Advertisement

Linden woman among 9 charged for creating blockade at reproductive health care clinic

Photo courtesy MGN
Photo courtesy MGN(Staff)
Published: Apr. 5, 2022 at 10:14 AM EDT
Email This Link
Share on Pinterest
Share on LinkedIn

WASHINGTON (WNEM) - A woman from Linden has been charged for allegedly helping create a blockade at a reproductive health care clinic.

Heather Idoni, 61, of Linden, was charged with eight other individuals for conspiracy against rights and a FACE Act offense as announced by Assistant Attorney Kristen Clarke of the Justice Department’s Civil Rights Division and U.S. Attorney Matthew M. Graves for the District of Columbia.

The indictment alleges the nine defendants took part in a conspiracy to create a blockade at a reproductive health care clinic in Washington, D.C. on Oct. 22, 2020, to prevent reproductive health services at the clinic.

The eight other defendants include Lauren Handy, 28, of Alexandria, Virginia, Jonathan Darnel, 40, of Arlington, Virginia, Jay Smith, 32, of Freeport, New York, Paulette Harlow, 73, of Kingston, Massachusetts, Jean Marshall, 72, of Kingston, Massachusetts, John Hinshaw, 67, of Levittown, New York, William Goodman, 52, of the Bronx, New York, and Joan Bell, 74, of Montague, New Jersey.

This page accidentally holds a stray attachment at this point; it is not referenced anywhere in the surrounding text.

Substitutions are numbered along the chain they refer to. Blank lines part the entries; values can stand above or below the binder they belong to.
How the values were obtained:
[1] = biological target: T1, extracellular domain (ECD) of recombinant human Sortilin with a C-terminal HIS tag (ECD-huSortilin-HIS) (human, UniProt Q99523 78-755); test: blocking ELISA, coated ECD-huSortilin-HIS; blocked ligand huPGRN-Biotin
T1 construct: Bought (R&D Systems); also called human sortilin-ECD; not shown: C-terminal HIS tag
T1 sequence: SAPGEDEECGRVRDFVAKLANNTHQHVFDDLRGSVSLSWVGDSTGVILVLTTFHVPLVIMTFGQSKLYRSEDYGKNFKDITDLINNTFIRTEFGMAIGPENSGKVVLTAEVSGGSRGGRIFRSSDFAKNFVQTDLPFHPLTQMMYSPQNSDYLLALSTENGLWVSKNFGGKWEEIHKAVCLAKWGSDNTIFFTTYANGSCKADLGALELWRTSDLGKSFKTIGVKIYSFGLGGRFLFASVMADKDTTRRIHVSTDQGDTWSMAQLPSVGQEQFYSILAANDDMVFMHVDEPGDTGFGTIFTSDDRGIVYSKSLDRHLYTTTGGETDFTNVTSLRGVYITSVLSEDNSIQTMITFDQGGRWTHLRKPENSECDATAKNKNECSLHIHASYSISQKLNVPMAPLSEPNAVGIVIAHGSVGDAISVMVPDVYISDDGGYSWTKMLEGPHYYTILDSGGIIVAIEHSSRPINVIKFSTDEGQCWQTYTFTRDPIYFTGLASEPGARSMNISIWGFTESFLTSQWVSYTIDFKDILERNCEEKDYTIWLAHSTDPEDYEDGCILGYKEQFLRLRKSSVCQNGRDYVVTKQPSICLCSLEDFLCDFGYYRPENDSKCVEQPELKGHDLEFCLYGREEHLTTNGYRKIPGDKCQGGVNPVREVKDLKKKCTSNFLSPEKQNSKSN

According to the indictment, Smith, Harlow, Marshall, Hinshaw, Idoni, Goodman and Bell traveled to Washington D.C. to take part in the blockade that was directed by Handy and was posted on Facebook by Darnel.

Handy, Smith, Harlow, Marshall, Hinshaw, Idoni, Goodman and Bell forcefully entered the clinic and set about blockading two clinic doors using their bodies, furniture, chains and ropes, according to the indictment.

When the blockade was established, Darnel livestreamed his co-defendants. The indictment also alleges the nine defendants violated the FACE Act by using a physical obstruction to injure, intimidate and interfere with the clinic’s employees and a patient because they were providing or obtaining reproductive health services.

If convicted, the defendants each face up to a maximum of 11 years in prison, three years of supervised release and a fine of up to $350,000. The case is being investigated by the FBI’s Washington, D.C. Field Office.